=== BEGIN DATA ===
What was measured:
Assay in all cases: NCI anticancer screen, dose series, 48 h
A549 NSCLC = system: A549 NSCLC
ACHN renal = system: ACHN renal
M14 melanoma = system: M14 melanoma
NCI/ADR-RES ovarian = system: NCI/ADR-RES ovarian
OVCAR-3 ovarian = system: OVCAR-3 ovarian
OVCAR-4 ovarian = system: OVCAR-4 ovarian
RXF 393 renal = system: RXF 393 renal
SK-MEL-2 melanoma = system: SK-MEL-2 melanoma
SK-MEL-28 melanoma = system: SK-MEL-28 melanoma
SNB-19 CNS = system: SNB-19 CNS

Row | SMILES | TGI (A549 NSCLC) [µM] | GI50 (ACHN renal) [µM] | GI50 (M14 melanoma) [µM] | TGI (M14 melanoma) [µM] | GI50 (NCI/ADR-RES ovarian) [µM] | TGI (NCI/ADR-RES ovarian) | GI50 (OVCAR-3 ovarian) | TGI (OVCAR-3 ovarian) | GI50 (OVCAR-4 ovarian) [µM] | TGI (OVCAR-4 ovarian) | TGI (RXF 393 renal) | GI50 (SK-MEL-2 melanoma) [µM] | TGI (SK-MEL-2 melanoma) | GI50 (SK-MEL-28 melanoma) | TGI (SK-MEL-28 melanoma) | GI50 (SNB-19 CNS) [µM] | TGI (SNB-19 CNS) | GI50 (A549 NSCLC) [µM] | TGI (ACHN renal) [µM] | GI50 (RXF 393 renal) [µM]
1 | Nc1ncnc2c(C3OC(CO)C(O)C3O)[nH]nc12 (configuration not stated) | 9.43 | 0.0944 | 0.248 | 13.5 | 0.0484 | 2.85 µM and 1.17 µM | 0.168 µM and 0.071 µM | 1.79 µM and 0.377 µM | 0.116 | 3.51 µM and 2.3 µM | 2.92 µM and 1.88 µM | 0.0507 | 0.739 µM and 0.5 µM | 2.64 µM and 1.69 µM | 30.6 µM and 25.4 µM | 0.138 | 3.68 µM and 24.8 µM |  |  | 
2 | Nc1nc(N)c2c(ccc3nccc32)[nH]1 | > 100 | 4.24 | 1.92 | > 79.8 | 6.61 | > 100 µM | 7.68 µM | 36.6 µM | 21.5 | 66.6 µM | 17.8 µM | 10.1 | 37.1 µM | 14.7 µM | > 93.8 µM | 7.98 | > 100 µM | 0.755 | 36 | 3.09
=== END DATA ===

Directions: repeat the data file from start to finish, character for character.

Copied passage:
What was measured:
Assay in all cases: NCI anticancer screen, dose series, 48 h
A549 NSCLC = system: A549 NSCLC
ACHN renal = system: ACHN renal
M14 melanoma = system: M14 melanoma
NCI/ADR-RES ovarian = system: NCI/ADR-RES ovarian
OVCAR-3 ovarian = system: OVCAR-3 ovarian
OVCAR-4 ovarian = system: OVCAR-4 ovarian
RXF 393 renal = system: RXF 393 renal
SK-MEL-2 melanoma = system: SK-MEL-2 melanoma
SK-MEL-28 melanoma = system: SK-MEL-28 melanoma
SNB-19 CNS = system: SNB-19 CNS

Row | SMILES | TGI (A549 NSCLC) [µM] | GI50 (ACHN renal) [µM] | GI50 (M14 melanoma) [µM] | TGI (M14 melanoma) [µM] | GI50 (NCI/ADR-RES ovarian) [µM] | TGI (NCI/ADR-RES ovarian) | GI50 (OVCAR-3 ovarian) | TGI (OVCAR-3 ovarian) | GI50 (OVCAR-4 ovarian) [µM] | TGI (OVCAR-4 ovarian) | TGI (RXF 393 renal) | GI50 (SK-MEL-2 melanoma) [µM] | TGI (SK-MEL-2 melanoma) | GI50 (SK-MEL-28 melanoma) | TGI (SK-MEL-28 melanoma) | GI50 (SNB-19 CNS) [µM] | TGI (SNB-19 CNS) | GI50 (A549 NSCLC) [µM] | TGI (ACHN renal) [µM] | GI50 (RXF 393 renal) [µM]
1 | Nc1ncnc2c(C3OC(CO)C(O)C3O)[nH]nc12 (configuration not stated) | 9.43 | 0.0944 | 0.248 | 13.5 | 0.0484 | 2.85 µM and 1.17 µM | 0.168 µM and 0.071 µM | 1.79 µM and 0.377 µM | 0.116 | 3.51 µM and 2.3 µM | 2.92 µM and 1.88 µM | 0.0507 | 0.739 µM and 0.5 µM | 2.64 µM and 1.69 µM | 30.6 µM and 25.4 µM | 0.138 | 3.68 µM and 24.8 µM |  |  | 
2 | Nc1nc(N)c2c(ccc3nccc32)[nH]1 | > 100 | 4.24 | 1.92 | > 79.8 | 6.61 | > 100 µM | 7.68 µM | 36.6 µM | 21.5 | 66.6 µM | 17.8 µM | 10.1 | 37.1 µM | 14.7 µM | > 93.8 µM | 7.98 | > 100 µM | 0.755 | 36 | 3.09